Process consolidating memories
Based on this, I would like to argue that the reconsolidation phenomenon reflects a fragile state of a memory that has not yet been fully consolidated, although it has passed the initial protein synthesis-dependent phase.Thus, as detailed below, I propose that reconsolidation is a phase of the overall consolidation process  found that in chicks intracerebral administration of the protein synthesis inhibitor cycloheximide 5 min before a passive avoidance reminder procedure, which was performed 2, 24, or 48 h after training, resulted in temporary amnesia that gradually decreased in duration as the interval between training and reminding increased.We recently confirmed these results using bilateral amygdala injections of either the protein synthesis inhibitor anysomycin or antisense DNA sequences specific for the transcription factor CCAAT enhancer binding protein β (C/EBPβ) (; Milekic et al., unpublished).We conclude that upon reactivation, an older memory does not become fragile to the same degree as a young one does, and that, over time, memory becomes increasingly stable and insensitive to the postreactivation interference.Events able to disrupt a reactivated memory are the same as those found to be effective in disrupting consolidation including treatments that inhibit molecular mechanisms or protein synthesis in general.The process by which a labile memory again becomes stable and therefore insensitive to disruption has been termed , reminiscent of the labile phase of the posttraining consolidation process.Similar infusions into the anterior cingulate cortex had no effect on either recent or remote contextual fear memories, whereas systemically applied anisomycin blocked remote memory expression only when long reexposure durations were used to retrieve the memory.The dissociation between the effects of systemically and centrally administered anisomycin on remote memory led the authors to suggest that memory stability is due, in part, to the distributed nature of remote contextual fear memory traces.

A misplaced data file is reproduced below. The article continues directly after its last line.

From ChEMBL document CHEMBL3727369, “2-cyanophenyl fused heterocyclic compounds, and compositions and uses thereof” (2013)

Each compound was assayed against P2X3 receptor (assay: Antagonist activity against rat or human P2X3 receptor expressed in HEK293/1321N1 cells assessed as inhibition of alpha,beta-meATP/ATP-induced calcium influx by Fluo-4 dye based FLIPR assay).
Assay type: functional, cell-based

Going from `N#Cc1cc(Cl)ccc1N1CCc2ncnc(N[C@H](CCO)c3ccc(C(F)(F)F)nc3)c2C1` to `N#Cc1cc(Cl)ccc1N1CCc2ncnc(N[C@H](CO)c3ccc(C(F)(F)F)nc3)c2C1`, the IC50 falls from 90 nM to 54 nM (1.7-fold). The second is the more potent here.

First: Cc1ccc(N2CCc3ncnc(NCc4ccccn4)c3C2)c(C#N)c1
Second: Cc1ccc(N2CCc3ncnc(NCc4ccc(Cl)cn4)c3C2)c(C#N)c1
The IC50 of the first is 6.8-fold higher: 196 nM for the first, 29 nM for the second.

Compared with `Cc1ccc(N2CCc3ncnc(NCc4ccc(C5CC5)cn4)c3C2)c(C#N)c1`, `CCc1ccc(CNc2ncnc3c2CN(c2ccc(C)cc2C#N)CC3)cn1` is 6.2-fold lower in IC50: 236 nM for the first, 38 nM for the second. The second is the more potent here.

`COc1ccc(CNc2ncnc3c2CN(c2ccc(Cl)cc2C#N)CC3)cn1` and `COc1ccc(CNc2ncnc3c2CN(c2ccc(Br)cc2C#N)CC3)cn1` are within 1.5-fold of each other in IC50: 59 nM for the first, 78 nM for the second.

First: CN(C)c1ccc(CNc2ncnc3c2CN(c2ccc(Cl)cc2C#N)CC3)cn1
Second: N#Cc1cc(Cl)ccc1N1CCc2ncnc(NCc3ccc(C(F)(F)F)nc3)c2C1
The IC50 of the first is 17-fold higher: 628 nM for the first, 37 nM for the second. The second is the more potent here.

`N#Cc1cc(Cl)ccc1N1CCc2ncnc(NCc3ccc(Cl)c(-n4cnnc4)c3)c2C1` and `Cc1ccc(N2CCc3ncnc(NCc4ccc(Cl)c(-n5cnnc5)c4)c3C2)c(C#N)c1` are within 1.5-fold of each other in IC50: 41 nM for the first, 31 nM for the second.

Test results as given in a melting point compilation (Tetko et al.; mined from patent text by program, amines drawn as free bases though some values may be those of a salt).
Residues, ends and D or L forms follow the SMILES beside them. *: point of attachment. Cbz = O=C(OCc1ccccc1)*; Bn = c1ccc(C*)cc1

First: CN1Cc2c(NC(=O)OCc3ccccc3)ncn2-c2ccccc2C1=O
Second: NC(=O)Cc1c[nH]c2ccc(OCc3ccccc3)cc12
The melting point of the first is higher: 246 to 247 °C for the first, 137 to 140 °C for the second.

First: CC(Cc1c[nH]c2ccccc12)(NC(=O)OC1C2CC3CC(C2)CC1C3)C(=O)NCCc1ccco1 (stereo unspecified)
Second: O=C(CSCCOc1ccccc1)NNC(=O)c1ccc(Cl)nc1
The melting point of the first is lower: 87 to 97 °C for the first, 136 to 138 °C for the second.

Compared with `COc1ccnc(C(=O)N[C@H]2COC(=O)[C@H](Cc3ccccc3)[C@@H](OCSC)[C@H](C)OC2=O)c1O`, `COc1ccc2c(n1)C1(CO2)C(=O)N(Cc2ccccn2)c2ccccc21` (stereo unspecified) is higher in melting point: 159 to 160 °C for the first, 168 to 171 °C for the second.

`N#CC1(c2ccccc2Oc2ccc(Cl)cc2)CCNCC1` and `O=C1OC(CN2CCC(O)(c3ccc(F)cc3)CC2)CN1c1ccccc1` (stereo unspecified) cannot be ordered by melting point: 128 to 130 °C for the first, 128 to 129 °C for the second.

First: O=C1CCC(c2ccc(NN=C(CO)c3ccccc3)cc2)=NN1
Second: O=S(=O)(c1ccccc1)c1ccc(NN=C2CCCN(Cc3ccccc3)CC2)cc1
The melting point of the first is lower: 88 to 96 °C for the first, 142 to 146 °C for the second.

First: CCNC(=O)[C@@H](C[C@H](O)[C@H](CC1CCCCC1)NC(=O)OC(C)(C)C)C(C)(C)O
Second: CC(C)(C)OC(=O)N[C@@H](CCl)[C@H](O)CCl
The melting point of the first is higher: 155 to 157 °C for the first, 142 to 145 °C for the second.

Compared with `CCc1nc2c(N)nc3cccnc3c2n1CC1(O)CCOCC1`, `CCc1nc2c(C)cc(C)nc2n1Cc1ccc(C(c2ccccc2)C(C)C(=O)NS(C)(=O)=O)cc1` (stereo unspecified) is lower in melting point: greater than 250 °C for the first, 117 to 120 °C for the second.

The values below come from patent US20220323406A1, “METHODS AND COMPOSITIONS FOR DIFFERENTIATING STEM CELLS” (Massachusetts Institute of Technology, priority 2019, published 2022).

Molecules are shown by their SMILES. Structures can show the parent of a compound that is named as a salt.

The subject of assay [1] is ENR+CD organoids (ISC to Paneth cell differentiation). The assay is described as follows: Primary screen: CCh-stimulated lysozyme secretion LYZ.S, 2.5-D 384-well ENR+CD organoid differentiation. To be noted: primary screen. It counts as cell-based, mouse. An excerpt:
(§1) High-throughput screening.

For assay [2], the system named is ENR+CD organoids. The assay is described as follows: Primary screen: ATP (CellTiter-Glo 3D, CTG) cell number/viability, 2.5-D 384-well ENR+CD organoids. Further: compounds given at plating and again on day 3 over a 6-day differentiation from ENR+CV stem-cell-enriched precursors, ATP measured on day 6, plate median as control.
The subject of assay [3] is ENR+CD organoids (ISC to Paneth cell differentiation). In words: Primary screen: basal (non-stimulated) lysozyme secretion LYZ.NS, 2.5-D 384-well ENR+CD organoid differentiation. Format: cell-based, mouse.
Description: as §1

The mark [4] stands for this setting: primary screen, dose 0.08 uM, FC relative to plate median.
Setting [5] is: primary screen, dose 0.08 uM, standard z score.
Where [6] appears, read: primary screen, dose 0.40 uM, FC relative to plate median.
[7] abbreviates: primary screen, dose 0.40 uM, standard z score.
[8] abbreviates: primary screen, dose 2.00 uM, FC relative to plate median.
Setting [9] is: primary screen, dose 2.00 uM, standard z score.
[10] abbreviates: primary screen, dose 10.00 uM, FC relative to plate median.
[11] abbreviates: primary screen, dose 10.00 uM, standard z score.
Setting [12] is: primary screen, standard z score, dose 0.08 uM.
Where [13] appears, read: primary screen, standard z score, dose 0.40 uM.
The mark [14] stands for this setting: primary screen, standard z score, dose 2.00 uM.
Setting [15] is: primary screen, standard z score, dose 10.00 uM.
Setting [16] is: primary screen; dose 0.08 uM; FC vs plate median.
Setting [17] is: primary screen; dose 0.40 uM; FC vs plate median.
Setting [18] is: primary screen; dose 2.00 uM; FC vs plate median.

The classical view proposes that memory consolidation is a unitary process through which a newly formed memory, which is initially sensitive to disruption, becomes stable over time; once stabilized, the memory remains insensitive to disruption.
Studies from my laboratory, as well as those of several others, have pointed out that the passage of time is a limiting factor for the postretrieval vulnerability of memory.
Using the fear-conditioning-based task inhibitory avoidance, we have found that systemic inhibition of protein synthesis resulted in decrementally graded amnesia of 2-day- and 1-week-old memories while leaving intact 2-week- and 4-week-old memories .
Additional corroboration of the same phenomenon was provided by Suzuki et al.
 who, using systemic anisomycin injections in mice at time points covering an 8-week temporal window after training, elegantly showed that contextual fear conditioning displays a gradient of postreactivation fragility.